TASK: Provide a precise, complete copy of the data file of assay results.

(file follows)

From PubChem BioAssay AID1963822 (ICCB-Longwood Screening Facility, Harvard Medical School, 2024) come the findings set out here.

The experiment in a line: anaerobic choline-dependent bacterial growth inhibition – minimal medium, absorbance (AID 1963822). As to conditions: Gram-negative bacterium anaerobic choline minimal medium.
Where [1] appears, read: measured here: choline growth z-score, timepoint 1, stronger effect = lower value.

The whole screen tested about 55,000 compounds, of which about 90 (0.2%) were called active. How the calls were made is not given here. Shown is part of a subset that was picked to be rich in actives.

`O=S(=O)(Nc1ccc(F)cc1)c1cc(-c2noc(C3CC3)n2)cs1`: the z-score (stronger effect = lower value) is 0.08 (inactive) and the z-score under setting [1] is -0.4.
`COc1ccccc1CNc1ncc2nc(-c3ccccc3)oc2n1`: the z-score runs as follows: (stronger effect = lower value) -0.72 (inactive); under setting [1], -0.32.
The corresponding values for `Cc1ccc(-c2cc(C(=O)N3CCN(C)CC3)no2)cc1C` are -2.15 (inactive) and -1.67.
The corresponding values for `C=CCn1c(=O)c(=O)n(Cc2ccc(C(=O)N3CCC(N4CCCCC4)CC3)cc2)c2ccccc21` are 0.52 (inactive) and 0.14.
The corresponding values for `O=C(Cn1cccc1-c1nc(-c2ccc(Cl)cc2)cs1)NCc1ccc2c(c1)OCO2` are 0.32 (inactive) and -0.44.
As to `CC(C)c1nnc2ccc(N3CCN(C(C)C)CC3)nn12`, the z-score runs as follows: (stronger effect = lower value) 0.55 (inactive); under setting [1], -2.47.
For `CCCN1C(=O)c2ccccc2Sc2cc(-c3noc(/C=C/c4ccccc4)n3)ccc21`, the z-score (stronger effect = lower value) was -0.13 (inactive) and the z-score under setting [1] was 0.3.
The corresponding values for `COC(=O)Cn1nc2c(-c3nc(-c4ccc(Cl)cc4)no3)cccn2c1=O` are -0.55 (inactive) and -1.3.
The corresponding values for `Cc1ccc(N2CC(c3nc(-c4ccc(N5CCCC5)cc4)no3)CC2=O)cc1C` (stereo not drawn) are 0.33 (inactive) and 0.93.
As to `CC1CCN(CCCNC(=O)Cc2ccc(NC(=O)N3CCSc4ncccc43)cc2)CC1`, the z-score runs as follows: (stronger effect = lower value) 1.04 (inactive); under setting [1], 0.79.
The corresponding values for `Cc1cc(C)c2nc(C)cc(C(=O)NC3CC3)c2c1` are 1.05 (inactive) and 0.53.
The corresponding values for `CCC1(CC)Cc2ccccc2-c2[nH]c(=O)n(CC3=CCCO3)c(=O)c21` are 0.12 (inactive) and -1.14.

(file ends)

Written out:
From PubChem BioAssay AID1963822 (ICCB-Longwood Screening Facility, Harvard Medical School, 2024) come the findings set out here.

The experiment in a line: anaerobic choline-dependent bacterial growth inhibition – minimal medium, absorbance (AID 1963822). As to conditions: Gram-negative bacterium anaerobic choline minimal medium.
Where [1] appears, read: measured here: choline growth z-score, timepoint 1, stronger effect = lower value.

The whole screen tested about 55,000 compounds, of which about 90 (0.2%) were called active. How the calls were made is not given here. Shown is part of a subset that was picked to be rich in actives.

`O=S(=O)(Nc1ccc(F)cc1)c1cc(-c2noc(C3CC3)n2)cs1`: the z-score (stronger effect = lower value) is 0.08 (inactive) and the z-score under setting [1] is -0.4.
`COc1ccccc1CNc1ncc2nc(-c3ccccc3)oc2n1`: the z-score runs as follows: (stronger effect = lower value) -0.72 (inactive); under setting [1], -0.32.
The corresponding values for `Cc1ccc(-c2cc(C(=O)N3CCN(C)CC3)no2)cc1C` are -2.15 (inactive) and -1.67.
The corresponding values for `C=CCn1c(=O)c(=O)n(Cc2ccc(C(=O)N3CCC(N4CCCCC4)CC3)cc2)c2ccccc21` are 0.52 (inactive) and 0.14.
The corresponding values for `O=C(Cn1cccc1-c1nc(-c2ccc(Cl)cc2)cs1)NCc1ccc2c(c1)OCO2` are 0.32 (inactive) and -0.44.
As to `CC(C)c1nnc2ccc(N3CCN(C(C)C)CC3)nn12`, the z-score runs as follows: (stronger effect = lower value) 0.55 (inactive); under setting [1], -2.47.
For `CCCN1C(=O)c2ccccc2Sc2cc(-c3noc(/C=C/c4ccccc4)n3)ccc21`, the z-score (stronger effect = lower value) was -0.13 (inactive) and the z-score under setting [1] was 0.3.
The corresponding values for `COC(=O)Cn1nc2c(-c3nc(-c4ccc(Cl)cc4)no3)cccn2c1=O` are -0.55 (inactive) and -1.3.
The corresponding values for `Cc1ccc(N2CC(c3nc(-c4ccc(N5CCCC5)cc4)no3)CC2=O)cc1C` (stereo not drawn) are 0.33 (inactive) and 0.93.
As to `CC1CCN(CCCNC(=O)Cc2ccc(NC(=O)N3CCSc4ncccc43)cc2)CC1`, the z-score runs as follows: (stronger effect = lower value) 1.04 (inactive); under setting [1], 0.79.
The corresponding values for `Cc1cc(C)c2nc(C)cc(C(=O)NC3CC3)c2c1` are 1.05 (inactive) and 0.53.
The corresponding values for `CCC1(CC)Cc2ccccc2-c2[nH]c(=O)n(CC3=CCCO3)c(=O)c21` are 0.12 (inactive) and -1.14.